Pepe Rodelgo with the St. Brendan High School football team

From Miami to Madrid: A game that is always open

A military career, the death of his brother, the desire to give his life for a great ideal. Pepe Rodelgo, a Memor Domini, speaks of how he discovered that 'irreducible point' of himself that keeps him alive today.
Anna Leonardi

An accident. A rear-end collision on the way to work. José Rodelgo-Bueno, known as Pepe, is the headmaster of a school in Miami. At the age of 51 he found out that he had cancer. Tests, carried out in the emergency room because of whiplash from the accident, revealed a tumour mass in his abdomen. "The doctors told me I was lucky. It is a form that is asymptomatic and that would have degenerated silently. They proposed a treatment plan and it became clear to me that, from there on, something different would begin for me." This was April 17, 2019, a date that Pepe sets alongside three other fundamental moments along his path, because of the upheaval they caused, which always coincided with a "call within a call." These are all situations where life became fragile and exposed him to the alternative between "being crushed by cataclysms or finding that irreducible point that holds my person together."
When this happened for the first time, Pepe was twenty years old. He was attending the Aeronautical Academy in Madrid, the city in which he was born and raised. "I wanted to serve my country. It was the greatest ideal to which I thought I could give my life.” He had a promising military career ahead of him, but something went wrong when Hector, one of his companions, died during a flight exercise. "I was called in with another student, the then Prince Felipe, now King of Spain, to watch over the body. We stood there for an hour, attentively, looking into each other's eyes, as the protocol requires, in front of the body of our friend. And my head was full of questions: where was Hector, who used to laugh and joke with us in the morning? What was our life, if it could end in an instant?” These questions accompanied him and hurt him even on the day of his graduation: "I was finally a lieutenant, but I was sad. I felt the discomfort of wanting to give my life without really knowing what it was.” Stationed in Madrid, he began attending the Faculty of Economics, where he made friends with a group of young people from Communion and Liberation: "I wasn't religious, but I fell in love with a girl and started attending their meetings.” It didn't take him long to realise that the faith they were living touched all his questions and awakened his desire to live for a great ideal. "I threw myself into this new life. I was engaged and wanted to get married. Every day, after work at the air base, I went to university and, at times, to the parish, where we had did charity work with high school students.” Pepe thought that everything had finally found an equilibrium. But there was a further nudge that began to indicate to him that the game was still open. "I felt a growing passion for teaching; I felt a satisfaction that meant that I was not at peace in regards to my career.”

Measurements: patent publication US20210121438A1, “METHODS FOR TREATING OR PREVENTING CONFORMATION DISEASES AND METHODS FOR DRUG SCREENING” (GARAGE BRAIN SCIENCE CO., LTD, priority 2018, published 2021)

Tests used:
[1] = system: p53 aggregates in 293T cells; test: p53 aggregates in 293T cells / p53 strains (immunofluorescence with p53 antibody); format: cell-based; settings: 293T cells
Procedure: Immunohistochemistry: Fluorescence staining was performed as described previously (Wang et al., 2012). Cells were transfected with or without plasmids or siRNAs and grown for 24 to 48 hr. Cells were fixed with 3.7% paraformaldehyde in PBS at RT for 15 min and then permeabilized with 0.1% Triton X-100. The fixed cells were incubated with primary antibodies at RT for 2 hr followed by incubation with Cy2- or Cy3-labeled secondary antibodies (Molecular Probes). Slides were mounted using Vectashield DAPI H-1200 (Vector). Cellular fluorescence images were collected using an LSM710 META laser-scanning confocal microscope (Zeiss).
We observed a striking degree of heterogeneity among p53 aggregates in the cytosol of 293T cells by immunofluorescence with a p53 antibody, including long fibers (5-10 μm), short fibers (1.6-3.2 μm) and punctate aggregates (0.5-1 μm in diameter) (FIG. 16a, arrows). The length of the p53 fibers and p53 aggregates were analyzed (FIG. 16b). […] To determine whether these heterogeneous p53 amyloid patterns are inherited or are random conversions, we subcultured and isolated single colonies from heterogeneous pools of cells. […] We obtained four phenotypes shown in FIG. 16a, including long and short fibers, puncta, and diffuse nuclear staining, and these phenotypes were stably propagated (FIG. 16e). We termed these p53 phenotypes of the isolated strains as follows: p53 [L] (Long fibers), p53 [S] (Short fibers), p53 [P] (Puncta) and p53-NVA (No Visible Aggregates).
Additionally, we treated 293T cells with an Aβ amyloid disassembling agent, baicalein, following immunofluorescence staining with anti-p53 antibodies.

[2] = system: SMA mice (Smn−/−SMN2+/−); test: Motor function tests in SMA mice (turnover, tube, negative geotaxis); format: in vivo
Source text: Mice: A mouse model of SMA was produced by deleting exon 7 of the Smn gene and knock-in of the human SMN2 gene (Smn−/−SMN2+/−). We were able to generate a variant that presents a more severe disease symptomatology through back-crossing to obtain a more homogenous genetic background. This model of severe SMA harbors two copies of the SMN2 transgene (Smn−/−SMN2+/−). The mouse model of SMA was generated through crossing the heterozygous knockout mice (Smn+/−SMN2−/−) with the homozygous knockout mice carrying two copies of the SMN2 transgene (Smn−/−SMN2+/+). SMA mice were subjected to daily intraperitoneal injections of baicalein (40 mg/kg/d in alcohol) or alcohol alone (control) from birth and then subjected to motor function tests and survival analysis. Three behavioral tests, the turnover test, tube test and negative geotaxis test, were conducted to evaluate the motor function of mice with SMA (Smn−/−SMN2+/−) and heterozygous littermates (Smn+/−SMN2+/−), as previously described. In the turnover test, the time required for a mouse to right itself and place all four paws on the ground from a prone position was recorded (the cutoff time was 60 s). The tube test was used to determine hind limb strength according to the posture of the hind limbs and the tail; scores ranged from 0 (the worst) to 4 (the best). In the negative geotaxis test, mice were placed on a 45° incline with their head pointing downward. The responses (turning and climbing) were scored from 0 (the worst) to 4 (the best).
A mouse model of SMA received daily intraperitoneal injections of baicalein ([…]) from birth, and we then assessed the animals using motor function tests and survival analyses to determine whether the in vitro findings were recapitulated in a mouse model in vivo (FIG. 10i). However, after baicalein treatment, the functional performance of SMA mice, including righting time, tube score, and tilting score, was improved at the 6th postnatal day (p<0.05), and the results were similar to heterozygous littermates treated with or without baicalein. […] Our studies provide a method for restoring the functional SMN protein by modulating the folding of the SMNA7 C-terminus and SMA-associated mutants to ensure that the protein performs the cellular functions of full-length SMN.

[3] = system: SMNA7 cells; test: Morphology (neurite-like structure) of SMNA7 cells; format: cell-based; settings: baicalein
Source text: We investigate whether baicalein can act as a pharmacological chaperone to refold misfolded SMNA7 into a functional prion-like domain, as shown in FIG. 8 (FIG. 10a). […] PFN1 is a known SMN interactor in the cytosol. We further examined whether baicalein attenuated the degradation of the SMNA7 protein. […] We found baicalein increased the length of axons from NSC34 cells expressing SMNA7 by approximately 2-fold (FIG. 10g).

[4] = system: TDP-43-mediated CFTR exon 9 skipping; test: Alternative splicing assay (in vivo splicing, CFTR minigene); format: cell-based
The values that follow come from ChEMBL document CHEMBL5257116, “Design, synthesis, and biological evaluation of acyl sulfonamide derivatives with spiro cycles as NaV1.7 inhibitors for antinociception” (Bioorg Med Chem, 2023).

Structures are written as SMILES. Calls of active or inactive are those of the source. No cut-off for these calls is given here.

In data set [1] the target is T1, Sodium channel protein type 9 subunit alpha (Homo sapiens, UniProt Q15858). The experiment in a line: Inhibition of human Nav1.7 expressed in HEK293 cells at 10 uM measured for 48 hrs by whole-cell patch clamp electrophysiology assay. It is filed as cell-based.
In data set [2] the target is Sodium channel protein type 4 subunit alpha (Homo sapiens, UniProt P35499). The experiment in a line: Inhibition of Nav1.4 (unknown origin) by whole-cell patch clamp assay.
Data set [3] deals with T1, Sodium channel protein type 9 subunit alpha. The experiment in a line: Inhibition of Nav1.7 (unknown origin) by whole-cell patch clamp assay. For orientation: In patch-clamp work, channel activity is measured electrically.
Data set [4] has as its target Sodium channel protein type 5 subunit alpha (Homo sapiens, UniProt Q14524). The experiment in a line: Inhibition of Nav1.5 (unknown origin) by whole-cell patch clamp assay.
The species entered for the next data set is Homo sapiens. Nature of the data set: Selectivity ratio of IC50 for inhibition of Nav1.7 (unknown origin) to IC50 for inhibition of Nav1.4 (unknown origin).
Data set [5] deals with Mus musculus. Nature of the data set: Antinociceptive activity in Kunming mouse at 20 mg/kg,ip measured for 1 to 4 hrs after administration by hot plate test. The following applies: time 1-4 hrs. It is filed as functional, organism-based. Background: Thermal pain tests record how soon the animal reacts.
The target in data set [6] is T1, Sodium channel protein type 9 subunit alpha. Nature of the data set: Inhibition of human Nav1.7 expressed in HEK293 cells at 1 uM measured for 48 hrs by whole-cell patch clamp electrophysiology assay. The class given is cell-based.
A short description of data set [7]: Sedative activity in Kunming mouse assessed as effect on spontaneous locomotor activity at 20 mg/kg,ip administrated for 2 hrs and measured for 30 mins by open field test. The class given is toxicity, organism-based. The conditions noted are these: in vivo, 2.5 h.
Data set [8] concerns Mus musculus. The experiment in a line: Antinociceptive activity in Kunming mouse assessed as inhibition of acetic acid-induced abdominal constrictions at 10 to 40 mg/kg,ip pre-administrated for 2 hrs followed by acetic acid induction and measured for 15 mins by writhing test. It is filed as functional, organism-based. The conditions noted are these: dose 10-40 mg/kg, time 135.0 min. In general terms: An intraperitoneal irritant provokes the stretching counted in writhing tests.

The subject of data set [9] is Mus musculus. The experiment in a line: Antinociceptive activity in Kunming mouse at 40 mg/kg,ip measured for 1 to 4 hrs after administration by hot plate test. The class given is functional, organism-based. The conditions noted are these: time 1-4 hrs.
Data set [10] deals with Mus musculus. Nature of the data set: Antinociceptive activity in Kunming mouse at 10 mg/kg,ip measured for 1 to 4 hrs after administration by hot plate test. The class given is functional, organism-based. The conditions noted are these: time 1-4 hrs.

Thus came the second call, that of his vocation. "My life was full of relationships and encounters. I was always looking at people with a thirst. My question as to how I could give life, instead of subsiding, grew more and more.” One day in August 1993 he met Enrique, of the Memores Domini: he listened to him during a testimony. But above all he looked at him. "I saw a man who did not rely on his own strength, but who was ‘seized’, attracted by an attraction that made that particular life possible. I began to verify if this was the path for me too.”